Particularly because Lue was dropped in the middle of the fire with no training, no experience, no previous job to teach him the nuts and bolts, his learning curve was more pronounced. He didn’t have the luxury to coach when no one was watching his mistakes and he could grow with a young team. He had LeBron James, Kyrie Irving, Kevin Love and a $100+ million dollar payroll, not to mention the media bubble. Any and every team with LeBron James on it is going to be dissected backwards and forwards.

Lue used to get upset about the wealth of stories surfacing in the media, particularly the ones that were not true, but his growth has been in the area of not sweating the small stuff, letting it go, though it still gets to him, why things are written that have zero factual basis.

“People are going to say what they are going to say. They have to sell books. They have to sell stories. That is their job. I don’t like it when they make stuff up and lie. When you make stuff up that’s the part I don’t get and makes me mad.”

Lue admitted he did call KG when Andrew Bogut went down with the injury. Lue was not coaching the Bogut game, he had vertigo and Larry Drew took his place. But once he was informed about the injury, his first thought was KG.

“I talked to him and told him you should come back and play for me. He said, ‘you have a lot going on over there. If you and [James] Posey were still there [on the court] I’d come. I’ll sit this one out’.”

Kevin Garnett is “great for the culture. To have a Hall of Fame player make it all about team, it’s unbelievable” Lue admitted.

His coaching mentor, Doc Rivers, told Lue that being a head coach was the hardest job he’d ever have.

“This is the hardest job by far [coaching the Cavs]. I just try not to listen to the outside noise, the media and what they have to say. As long as I have the support of David Griffin, Dan Gilbert, the players, the city of Cleveland, the state of Ohio, as long as I have their support, that’s all that matters.”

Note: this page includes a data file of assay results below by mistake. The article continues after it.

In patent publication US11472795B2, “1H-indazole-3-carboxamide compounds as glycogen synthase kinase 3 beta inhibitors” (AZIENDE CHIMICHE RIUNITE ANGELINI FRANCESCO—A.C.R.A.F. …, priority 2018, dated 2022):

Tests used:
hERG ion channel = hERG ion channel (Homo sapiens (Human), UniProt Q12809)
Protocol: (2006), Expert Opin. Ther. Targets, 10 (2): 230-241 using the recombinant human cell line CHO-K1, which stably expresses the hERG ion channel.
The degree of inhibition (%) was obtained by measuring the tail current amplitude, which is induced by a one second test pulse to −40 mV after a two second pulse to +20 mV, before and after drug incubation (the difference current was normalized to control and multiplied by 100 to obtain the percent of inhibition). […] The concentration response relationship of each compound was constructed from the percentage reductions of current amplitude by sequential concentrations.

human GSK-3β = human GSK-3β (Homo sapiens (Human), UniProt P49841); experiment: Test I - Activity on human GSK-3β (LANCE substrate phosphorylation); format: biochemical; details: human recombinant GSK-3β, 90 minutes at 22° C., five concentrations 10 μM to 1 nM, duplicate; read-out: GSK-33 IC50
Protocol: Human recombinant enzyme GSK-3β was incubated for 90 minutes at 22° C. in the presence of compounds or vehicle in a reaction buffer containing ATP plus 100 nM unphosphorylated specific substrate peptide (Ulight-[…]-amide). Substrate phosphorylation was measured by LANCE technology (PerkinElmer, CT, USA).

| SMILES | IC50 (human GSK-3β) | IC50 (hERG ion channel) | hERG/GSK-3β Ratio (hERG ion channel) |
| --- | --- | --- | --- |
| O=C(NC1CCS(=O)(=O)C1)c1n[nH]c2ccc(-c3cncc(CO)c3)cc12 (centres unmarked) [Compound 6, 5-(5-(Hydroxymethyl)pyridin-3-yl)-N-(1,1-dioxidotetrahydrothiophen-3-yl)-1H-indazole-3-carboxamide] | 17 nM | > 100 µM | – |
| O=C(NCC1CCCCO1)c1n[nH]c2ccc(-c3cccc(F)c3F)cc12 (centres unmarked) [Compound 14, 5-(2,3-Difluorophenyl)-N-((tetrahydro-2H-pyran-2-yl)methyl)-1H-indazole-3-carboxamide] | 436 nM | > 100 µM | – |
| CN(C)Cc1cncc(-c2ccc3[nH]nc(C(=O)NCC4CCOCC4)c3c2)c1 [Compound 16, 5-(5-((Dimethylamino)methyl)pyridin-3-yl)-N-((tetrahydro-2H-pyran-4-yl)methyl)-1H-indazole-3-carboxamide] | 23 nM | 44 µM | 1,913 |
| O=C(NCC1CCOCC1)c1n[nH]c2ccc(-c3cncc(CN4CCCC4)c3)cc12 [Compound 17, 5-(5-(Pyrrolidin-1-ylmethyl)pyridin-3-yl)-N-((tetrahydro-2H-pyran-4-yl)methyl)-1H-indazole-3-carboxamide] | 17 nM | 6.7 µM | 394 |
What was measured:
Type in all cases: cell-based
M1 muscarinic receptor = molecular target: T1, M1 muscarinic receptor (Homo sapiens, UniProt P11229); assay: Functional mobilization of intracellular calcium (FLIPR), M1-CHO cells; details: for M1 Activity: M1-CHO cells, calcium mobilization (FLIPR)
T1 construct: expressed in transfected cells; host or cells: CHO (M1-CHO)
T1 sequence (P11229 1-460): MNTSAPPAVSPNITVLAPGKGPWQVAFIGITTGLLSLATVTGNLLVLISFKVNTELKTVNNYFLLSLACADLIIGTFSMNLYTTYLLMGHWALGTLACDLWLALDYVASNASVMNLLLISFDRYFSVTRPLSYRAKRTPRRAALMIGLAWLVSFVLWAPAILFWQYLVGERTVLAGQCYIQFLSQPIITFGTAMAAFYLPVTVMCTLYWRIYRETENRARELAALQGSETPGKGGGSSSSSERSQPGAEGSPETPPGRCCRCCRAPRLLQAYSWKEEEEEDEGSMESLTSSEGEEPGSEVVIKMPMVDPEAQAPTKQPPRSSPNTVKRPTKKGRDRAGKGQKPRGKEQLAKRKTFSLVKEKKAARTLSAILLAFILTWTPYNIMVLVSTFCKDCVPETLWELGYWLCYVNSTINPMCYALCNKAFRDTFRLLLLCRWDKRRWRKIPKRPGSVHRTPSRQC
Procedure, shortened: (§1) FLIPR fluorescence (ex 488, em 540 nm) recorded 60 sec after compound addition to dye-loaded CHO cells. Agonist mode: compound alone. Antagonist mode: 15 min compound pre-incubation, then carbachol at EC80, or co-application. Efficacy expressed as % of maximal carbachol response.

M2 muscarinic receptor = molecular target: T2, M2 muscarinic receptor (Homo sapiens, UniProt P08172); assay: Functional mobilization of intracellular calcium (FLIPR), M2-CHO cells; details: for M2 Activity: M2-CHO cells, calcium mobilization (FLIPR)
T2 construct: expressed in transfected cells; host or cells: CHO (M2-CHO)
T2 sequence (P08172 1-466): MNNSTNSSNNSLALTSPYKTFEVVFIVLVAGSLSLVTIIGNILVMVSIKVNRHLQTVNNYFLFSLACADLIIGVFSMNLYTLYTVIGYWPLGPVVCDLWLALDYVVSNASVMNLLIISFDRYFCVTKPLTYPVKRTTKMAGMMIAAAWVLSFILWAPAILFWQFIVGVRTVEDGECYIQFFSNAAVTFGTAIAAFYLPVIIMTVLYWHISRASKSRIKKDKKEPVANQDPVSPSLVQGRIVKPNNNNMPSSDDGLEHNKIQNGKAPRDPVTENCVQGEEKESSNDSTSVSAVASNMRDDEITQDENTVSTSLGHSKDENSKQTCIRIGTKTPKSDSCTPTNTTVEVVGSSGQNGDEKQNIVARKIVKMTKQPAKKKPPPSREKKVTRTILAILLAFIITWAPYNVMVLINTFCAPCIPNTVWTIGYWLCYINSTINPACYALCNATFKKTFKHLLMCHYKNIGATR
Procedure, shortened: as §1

LeBron’s minutes have been a talking point all season long and history has shown that players who have logged his amount of minutes never win. The paradox is not lost on Lue. If he sits James, he is criticized. People will say [Michael] Jordan would have played. If he plays him he is criticized. People will say, he is playing LBJ too many minutes, fatigue will ruin him. Lue responded, “You want to win games. That is what you are supposed to do. I give him [LeBron] all the credit for that. He never comes to me and says he wants to play less minutes.”

His strategy in the first round was advanced when the Pacers played Paul George as many minutes as LeBron James. Despite his respect for George’s talent, Lue knew that he was going to get drained having to defend LeBron 44 minutes and then having to do so much of the heavy offensive lifting.

With everything that has happened to him, Lue, in his first full year coaching the Cavs, is more philosophical than he was in the crazed rush of last year.

“I tried to be perfect every single time. You never have time to enjoy it. This year I am different. I am trying to enjoy it more and not let the outside noise get to me. “


photo via llananba